available at the time. In the case of television and radio
              broadcasting the currently available alternative uses are:

                -   Services ancillary to broadcasting (SAB)

                -   Datacasting

                -   Other uses compatible with the Digital Video
                    Broadcast-Terrestrial (DVB-T) standard.

            · The current ‘per MHz’ values for SAB are well
              established. Datacasting may increase in value over time,
              but it is notable that neither ITV Digital nor SDN have
              found sufficient, high value, datacast users to occupy the
              10 per cent of capacity they are currently permitted under
              their Broadcasting Act Multiplex Licences.           Open
                                                                      Page 4

         auctions of capacity by the ITC for “Additional Services”
         within the VBI within the analogue spectrum have
         yielded values in the low tens of thousands of pounds per

      · Combined DVB-T/mobile telephony networks offer the
        highest value potential alternative use of the spectrum.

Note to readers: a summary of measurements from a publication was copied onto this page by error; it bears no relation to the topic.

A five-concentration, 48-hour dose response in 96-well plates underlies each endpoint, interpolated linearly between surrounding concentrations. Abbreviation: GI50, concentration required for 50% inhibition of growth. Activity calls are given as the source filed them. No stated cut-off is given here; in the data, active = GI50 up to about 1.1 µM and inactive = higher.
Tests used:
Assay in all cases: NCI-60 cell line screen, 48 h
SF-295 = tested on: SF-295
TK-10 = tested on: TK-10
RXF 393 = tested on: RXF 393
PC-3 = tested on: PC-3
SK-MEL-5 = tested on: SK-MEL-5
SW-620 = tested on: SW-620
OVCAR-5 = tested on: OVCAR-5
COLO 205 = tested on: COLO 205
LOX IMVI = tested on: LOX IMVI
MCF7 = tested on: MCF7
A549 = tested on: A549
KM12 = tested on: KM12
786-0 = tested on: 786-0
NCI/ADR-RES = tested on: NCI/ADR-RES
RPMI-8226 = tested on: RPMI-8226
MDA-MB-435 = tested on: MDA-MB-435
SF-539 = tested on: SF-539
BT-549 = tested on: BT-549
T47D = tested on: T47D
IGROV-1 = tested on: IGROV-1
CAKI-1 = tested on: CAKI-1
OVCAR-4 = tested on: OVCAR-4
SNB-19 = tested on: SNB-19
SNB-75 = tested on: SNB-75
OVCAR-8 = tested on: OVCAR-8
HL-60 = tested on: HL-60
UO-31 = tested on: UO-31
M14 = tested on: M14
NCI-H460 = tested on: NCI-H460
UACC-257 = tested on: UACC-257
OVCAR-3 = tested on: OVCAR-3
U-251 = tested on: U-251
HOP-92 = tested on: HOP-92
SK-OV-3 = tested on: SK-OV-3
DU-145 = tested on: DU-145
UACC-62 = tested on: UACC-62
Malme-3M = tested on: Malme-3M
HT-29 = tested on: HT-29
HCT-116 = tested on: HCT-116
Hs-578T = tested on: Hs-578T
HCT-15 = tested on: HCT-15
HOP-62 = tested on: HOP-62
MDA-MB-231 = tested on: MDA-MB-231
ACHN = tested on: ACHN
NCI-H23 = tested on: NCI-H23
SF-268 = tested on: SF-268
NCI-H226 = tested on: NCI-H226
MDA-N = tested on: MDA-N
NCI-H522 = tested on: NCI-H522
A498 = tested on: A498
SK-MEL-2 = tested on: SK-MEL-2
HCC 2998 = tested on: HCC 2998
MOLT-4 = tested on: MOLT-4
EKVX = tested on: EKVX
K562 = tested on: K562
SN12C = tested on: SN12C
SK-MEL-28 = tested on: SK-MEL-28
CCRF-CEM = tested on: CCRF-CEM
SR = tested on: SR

But as the independent Aegis/Indepen report
        commissioned for the ITC noted, such networks require
        considerable advances in mobile battery technology.
        This, coupled with existing international constraints on
        spectrum use, suggests that combined DVB-T/ mobile
        telephony networks will not be a feasible alternative use
        until c.2010 at the earliest.

(c)   The importance of digital switchover. The Cave Report
      acknowledges the public policy importance of switchover;
      and that switchover is much the most valuable contribution
      the TV broadcasting sector can make to spectrum efficiency
      (by releasing significant amounts of analogue spectrum for
      alternative uses) (Cave, paragraph. 11.5.) The Government’s
      Spectrum Planning Consultation assumes the release of
      between 96 MHz and 160 MHz of spectrum at switchover.
      This has a number of implications for Cave implementation: